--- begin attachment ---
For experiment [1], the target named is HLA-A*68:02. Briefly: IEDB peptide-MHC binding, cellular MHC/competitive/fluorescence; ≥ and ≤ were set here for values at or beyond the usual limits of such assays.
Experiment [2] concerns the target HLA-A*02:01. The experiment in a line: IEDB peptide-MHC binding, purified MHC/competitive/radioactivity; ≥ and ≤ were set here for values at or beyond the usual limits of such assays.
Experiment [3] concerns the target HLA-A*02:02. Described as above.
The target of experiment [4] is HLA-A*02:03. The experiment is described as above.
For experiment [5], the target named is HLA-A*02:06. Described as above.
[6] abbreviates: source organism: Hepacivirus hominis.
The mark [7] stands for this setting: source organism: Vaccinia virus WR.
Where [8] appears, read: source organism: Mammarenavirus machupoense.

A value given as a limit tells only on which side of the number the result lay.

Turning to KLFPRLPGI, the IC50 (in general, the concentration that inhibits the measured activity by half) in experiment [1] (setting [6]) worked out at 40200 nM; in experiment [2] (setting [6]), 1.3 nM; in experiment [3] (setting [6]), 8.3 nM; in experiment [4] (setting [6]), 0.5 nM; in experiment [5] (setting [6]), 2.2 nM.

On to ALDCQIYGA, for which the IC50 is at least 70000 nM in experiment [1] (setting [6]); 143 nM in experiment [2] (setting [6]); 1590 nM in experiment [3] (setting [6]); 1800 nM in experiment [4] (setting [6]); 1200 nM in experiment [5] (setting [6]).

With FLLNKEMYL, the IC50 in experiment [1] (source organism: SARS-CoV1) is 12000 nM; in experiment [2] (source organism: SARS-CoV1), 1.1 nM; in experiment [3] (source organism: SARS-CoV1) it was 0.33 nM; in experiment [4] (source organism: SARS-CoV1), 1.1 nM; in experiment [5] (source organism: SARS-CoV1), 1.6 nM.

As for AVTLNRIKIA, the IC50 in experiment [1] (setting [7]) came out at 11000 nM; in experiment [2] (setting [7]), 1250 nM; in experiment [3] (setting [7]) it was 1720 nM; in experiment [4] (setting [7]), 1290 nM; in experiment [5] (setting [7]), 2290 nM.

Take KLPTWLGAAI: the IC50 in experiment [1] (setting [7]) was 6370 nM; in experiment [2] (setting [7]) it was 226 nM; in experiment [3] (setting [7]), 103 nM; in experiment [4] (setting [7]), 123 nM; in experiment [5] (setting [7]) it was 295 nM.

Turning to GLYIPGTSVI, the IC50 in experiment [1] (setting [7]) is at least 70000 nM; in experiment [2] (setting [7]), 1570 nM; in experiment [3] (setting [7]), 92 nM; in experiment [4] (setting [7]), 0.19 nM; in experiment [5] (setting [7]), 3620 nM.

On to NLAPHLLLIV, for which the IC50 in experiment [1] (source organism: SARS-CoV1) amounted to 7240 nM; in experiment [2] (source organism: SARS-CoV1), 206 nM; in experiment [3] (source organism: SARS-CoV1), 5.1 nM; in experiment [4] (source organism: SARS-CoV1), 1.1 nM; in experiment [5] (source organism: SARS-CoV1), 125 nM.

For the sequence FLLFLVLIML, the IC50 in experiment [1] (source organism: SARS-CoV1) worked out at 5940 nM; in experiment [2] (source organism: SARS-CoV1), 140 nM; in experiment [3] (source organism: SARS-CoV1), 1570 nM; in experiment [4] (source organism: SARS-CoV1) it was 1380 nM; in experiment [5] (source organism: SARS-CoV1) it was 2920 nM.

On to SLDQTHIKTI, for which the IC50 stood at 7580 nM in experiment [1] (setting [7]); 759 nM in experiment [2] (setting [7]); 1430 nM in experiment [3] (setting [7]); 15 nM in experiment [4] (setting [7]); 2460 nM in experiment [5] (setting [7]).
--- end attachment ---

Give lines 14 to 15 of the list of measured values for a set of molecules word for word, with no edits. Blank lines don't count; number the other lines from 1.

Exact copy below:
Take KLPTWLGAAI: the IC50 in experiment [1] (setting [7]) was 6370 nM; in experiment [2] (setting [7]) it was 226 nM; in experiment [3] (setting [7]), 103 nM; in experiment [4] (setting [7]), 123 nM; in experiment [5] (setting [7]) it was 295 nM.

Turning to GLYIPGTSVI, the IC50 in experiment [1] (setting [7]) is at least 70000 nM; in experiment [2] (setting [7]), 1570 nM; in experiment [3] (setting [7]), 92 nM; in experiment [4] (setting [7]), 0.19 nM; in experiment [5] (setting [7]), 3620 nM.